The Public Interest Public Airwaves Coalition (PIPAC) has filed a petition with the D.C. Federal appeals court opposing the National Association of Broadcasters motion, filed only hours before, for an emergency stay of the FCC's online political file rules, scheduled to go into effect Aug. 2.
PIPAC, comprising Free Press, the Benton Foundation and other online political file fans, claim that NAB has not shown it is likely to prevail on the merits of its court challenge to the rules or that its members would be harmed if it goes into effect, both standards that must be met if a stay is to be granted.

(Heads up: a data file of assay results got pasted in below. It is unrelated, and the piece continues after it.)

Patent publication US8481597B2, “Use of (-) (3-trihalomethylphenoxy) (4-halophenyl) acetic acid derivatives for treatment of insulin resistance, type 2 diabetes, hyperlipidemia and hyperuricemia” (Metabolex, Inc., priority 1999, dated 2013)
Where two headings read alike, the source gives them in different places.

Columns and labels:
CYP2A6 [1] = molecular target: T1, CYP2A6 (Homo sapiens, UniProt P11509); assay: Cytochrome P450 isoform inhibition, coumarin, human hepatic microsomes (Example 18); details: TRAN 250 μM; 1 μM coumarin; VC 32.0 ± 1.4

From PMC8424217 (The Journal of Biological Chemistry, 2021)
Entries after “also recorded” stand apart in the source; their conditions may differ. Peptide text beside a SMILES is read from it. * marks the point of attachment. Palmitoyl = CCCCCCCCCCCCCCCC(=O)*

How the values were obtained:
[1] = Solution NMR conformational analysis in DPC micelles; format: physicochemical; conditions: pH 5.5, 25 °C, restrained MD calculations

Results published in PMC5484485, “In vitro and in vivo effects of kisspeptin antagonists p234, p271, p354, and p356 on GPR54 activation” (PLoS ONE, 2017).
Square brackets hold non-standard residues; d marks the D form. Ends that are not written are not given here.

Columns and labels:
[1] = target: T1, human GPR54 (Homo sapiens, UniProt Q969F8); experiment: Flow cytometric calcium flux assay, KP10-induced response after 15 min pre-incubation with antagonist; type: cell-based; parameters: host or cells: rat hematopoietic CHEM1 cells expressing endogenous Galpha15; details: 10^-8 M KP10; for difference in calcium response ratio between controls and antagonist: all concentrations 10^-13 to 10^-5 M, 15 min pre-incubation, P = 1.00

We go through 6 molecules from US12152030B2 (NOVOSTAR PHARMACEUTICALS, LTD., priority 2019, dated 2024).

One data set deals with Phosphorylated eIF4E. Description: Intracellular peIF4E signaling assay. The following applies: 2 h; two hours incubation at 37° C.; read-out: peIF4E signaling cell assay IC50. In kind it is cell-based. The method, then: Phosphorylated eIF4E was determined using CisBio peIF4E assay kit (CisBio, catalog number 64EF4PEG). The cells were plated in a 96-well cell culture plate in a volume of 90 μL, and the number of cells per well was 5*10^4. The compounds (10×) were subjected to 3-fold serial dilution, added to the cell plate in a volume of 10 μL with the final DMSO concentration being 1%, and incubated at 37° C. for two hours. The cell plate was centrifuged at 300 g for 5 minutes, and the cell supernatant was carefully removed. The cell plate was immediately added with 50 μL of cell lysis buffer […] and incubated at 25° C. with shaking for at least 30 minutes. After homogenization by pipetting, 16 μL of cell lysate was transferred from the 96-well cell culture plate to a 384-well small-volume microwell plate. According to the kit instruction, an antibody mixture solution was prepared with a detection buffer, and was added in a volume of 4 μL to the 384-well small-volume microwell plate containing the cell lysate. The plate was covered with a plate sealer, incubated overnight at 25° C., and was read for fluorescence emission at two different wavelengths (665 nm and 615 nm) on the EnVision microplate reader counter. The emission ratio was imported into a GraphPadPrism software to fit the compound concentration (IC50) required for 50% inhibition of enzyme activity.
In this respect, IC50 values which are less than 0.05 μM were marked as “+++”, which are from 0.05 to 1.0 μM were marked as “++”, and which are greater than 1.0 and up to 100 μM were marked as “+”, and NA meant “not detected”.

PIPAC adds that the stay would substantially harm other interested parties, its members, who it says would have to devote more time and resources to gather the info from stations -- political spot prices and who is buying the ads -- from local TV station paper files.
Lastly, they argue that the stay would not be in the public interest. "With the 2012 presidential election fast approaching and huge sums of money being spent to persuade potential voters, it is especially important that the public be able to easily find out who is paying and how much is being paid for the campaign messages they see on television," they told the court.
The FCC had said its hope was that the rules would take effect in this election cycle, and the Office of Management and Budget was particularly expedient in approving the paperwork collection portion of the rules.
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